Did you know that the common Strep bacteria can cause neurological issues in kids, including behavioral issues, obsessive-compulsive behaviors, vocal and motor tics, mood changes and more? This is due to an abnormal immune response to the bacteria, which provokes an auto-immune response. If your child had abrupt onset of aggressiveness, defiance, obsessive-compulsive disorder (OCD) or other behavioral symptoms like anxiety and depression, they might have developed this disorder known as PANDAS. PANDAS and it’s impact on behavior in kids is an area that is still being explored – but as awareness grows, more children are getting the help they need.
Pediatric Autoimmune Neuropsychiatric Disorder Associated with Streptococcus Infection, or PANDAS, may develop in children creating a wide symptomatic picture. Criteria for PANDAS includes an abrupt onset of symptoms in children before puberty, with parents often being able to recall a specific time that their child’s behavior had begun to change.
Presence of significant obsessions, compulsions, and/or tics seemingly pop up out of nowhere, which is a major diagnostic criterion for PANDAS. Other symptoms include emotional lability, deterioration in academic performance, personality changes, bedtime fears, bedwetting, fidgeting, sensory defensiveness, irritability, impulsivity, and distraction.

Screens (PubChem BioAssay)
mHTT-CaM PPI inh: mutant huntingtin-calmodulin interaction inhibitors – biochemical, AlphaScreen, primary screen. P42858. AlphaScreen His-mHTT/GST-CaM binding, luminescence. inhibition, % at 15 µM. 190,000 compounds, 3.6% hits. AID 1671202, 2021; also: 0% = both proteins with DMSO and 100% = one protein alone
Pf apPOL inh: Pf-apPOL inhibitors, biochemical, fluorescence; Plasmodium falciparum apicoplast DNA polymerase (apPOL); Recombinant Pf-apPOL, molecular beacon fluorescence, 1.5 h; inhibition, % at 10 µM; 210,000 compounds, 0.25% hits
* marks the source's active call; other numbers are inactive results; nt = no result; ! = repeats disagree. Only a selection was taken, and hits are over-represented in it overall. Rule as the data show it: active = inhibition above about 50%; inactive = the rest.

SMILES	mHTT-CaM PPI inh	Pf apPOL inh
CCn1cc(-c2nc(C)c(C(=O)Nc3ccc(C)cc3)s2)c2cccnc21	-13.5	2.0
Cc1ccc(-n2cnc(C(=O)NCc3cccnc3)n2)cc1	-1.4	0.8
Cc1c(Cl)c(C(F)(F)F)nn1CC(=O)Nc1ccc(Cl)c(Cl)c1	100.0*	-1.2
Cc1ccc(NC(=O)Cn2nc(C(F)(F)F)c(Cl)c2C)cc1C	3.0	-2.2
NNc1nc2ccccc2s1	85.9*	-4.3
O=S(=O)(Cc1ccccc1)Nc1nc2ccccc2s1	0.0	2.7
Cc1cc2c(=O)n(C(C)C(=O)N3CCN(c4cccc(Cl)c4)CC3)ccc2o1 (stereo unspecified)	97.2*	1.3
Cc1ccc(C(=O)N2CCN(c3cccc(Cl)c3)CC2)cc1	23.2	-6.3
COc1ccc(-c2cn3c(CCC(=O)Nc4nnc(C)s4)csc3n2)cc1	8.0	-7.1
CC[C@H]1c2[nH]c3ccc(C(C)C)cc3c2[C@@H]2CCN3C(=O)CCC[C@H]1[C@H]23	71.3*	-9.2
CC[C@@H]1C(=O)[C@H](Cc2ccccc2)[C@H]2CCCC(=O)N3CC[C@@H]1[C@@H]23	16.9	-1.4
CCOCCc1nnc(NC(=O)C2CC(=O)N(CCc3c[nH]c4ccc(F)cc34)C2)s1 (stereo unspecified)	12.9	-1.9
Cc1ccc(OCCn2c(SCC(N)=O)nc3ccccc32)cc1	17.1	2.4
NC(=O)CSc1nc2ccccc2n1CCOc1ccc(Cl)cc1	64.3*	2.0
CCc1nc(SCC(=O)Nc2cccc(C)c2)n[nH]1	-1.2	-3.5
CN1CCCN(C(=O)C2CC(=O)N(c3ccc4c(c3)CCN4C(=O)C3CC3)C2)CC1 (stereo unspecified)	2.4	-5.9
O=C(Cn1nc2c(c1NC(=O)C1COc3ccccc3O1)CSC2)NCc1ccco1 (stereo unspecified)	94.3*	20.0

Research is showing that this disease process is 3X more common in young boys than girls. Group A Beta Hemolytic Streptococcus is the main bacterial offender, and symptoms usually appear within 6 weeks of infection.
How Does Strep Infection Become Auto-immune?
The auto-immune response happens through a process of molecular mimicry. What that means is that the strep bacteria start to take on some of the properties of our own cells, and our immune system gets confused as to who is the good guy (our own tissues) and who is the bad guy (the bacteria).
Our immune system creates antibodies against the strep bacteria. One of the parts of the bacteria that is tagged by our immune system has resemblance to a component of our neuronal cell membranes. Therefore, our immune system, despite trying to do the right thing, starts seeing our neuronal cell membranes as problematic and attacking them too. And that’s how strep bacteria can produce neurological problems.
Why do some children develop PANDAS while others do not?
This is a multi-faceted question, but it is hypothesized that children are more vulnerable based on the integrity of their blood-brain barrier. The blood-brain barrier is one of our defense systems to keep harmful substances out of the brain. If it is weakened, then those antibodies that have been created can more easily penetrate and have access to the neuronal tissues that they can react against, and thus damage. Toxicity is one of the major factors that weakens the blood-brain barrier; inflammation is another. Gluten can increase the permeability of the blood-brain barrier through increasing production of zonulin, a substance that makes the gut lining and the blood-brain barrier more leaky. You can read more about zonulin and the brain here.
If this sounds like your child, and you want to learn more about PANDAS including testing and treatment options, you might be interested in my new course, Five Infections That Can Cause Behavioral Issues in Children. Strep/PANDAS is one of the five covered, along with Candida, Clostridia, Borrelia (Lyme disease), and Bartonella.